"You Trying to Sell Me Life Insurance? On my kids!?!"

Archive view: June 2017

Posted on June 30th 2017 in General

Every time I talk to a new parent about a children's whole life insurance, I remember that scene from Lawrence Kasdan's Grand Canyon.  A door to door salesman comes to Tina Lifford's door and talks to her about life insurance until suddenly she realizes: "You're trying to sell me life insurance... on my kids?!? Get the hell off my porch!" And, embarrassed, he slinks away to pursue another unfortunate neighbor in the gun-ridden streets. As gruesome as it sounds, a whole life insurance policy for your children makes a lot of sense.

Rich Baby

Consider first the difference between a whole life and term life policy. The premium spent on a term life policy is not recoverable as a benefit until the day the insured dies.

(Yes, I said the "D" word because after all, we're talking about someone dying here. A professor of mine once quipped that all physicians must face the fact that, "Life is terminal condition. No one gets out alive.")

Term life establishes a limited legacy for loved ones left behind, allowing them to pay final expenses such as burial or fund life without your income. It also insures you for a specific time, the longest period often being 30 years.

A whole life policy is similar only in the fact that establishes a legacy for your loved ones after you die. The big difference is before you die.  Whole life is considered an asset.  It's a savings or investment instrument. It develops a cash value which means that at 18, children have a value they can access to pay for college, a home or -- in the case of many -- an internet start-up.  It can be used to establish credit.  Most importantly, it's something you can outlive.  If the insured reaches 100 to 120 years of age, depending upon the plan, everything you paid into it comes right back to you, often with interest.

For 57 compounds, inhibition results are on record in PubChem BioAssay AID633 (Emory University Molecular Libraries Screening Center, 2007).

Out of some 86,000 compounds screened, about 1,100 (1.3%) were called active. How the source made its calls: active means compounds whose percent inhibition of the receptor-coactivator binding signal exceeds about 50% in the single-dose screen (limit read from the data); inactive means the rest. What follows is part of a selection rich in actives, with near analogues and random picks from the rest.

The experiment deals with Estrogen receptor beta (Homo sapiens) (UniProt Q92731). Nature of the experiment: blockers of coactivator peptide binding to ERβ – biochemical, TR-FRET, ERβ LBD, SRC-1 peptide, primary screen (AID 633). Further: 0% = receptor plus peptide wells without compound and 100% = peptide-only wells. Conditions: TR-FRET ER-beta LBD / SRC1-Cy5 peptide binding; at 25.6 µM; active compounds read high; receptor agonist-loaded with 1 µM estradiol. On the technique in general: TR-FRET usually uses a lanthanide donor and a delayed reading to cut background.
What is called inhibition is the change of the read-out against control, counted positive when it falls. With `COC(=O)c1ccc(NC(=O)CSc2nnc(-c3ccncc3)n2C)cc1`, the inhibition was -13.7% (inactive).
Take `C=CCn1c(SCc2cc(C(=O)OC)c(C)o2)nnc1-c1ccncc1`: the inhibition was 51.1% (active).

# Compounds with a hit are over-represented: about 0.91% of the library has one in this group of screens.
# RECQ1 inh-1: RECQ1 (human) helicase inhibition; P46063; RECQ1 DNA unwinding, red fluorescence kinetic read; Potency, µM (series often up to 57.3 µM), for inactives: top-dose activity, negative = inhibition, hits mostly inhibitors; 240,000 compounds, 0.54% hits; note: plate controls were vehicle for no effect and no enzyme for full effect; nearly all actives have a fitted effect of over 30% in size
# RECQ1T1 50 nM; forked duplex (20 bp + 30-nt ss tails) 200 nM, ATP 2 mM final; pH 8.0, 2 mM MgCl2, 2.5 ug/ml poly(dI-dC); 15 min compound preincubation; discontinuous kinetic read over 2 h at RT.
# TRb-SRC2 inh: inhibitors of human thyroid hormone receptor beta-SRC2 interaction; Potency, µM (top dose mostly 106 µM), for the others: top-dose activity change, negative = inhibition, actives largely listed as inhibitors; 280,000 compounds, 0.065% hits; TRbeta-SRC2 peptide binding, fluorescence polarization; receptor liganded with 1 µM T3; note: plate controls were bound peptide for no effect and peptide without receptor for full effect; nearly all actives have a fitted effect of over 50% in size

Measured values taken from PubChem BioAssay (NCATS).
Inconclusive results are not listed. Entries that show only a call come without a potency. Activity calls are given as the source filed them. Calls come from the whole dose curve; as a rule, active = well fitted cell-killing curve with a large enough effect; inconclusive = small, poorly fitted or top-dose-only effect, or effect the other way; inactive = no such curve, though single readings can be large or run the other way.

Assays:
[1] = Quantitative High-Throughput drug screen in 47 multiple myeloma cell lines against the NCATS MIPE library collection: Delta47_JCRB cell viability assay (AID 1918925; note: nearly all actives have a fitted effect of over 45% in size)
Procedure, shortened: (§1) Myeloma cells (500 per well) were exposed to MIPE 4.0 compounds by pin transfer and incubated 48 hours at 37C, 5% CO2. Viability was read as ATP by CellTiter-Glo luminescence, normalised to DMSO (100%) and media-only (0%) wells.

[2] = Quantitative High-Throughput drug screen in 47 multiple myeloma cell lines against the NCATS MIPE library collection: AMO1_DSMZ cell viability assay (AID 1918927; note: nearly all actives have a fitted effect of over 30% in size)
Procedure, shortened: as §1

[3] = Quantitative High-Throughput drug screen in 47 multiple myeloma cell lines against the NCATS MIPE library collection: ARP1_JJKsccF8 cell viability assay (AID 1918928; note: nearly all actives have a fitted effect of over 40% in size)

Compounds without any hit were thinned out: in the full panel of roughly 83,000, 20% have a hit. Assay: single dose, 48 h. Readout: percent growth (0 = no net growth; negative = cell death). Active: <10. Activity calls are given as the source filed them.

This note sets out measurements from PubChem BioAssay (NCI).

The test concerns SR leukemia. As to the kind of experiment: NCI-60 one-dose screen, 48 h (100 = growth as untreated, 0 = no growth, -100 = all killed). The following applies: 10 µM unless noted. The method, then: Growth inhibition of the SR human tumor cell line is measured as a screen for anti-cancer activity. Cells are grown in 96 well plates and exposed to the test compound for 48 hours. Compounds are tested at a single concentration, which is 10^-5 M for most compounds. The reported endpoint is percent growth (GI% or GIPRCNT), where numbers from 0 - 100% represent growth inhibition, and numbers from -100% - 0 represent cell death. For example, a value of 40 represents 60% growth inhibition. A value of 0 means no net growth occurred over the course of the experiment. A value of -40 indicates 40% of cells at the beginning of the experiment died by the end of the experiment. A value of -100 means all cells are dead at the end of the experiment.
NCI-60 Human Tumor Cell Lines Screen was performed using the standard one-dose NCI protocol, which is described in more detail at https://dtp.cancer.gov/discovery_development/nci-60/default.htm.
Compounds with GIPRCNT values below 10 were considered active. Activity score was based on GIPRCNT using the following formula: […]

Let's do the math: so every month from the moment of your kids' birth, you pay the $10 premium -- and it's a premium that does not rise or fall unless you change the policy.  Then at age 18, your child decides they want to go to Stanford or Harvard. You can borrow against the cash value in the policy to help pay for the tuition. The amount you can borrow depends on the face value of the policy and how much you have maintained the policy. There is no death involved, no muss nor fuss. Think of a children's whole life policy then as an extremely reasonable savings for your new baby.

Now how gruesome is that?

There are a variety of whole life policies. For grandparents, it's a valuable first birthday present and one they can pay up for several years instead of US Savings Bond. Call us and we can show you one suitable for you.

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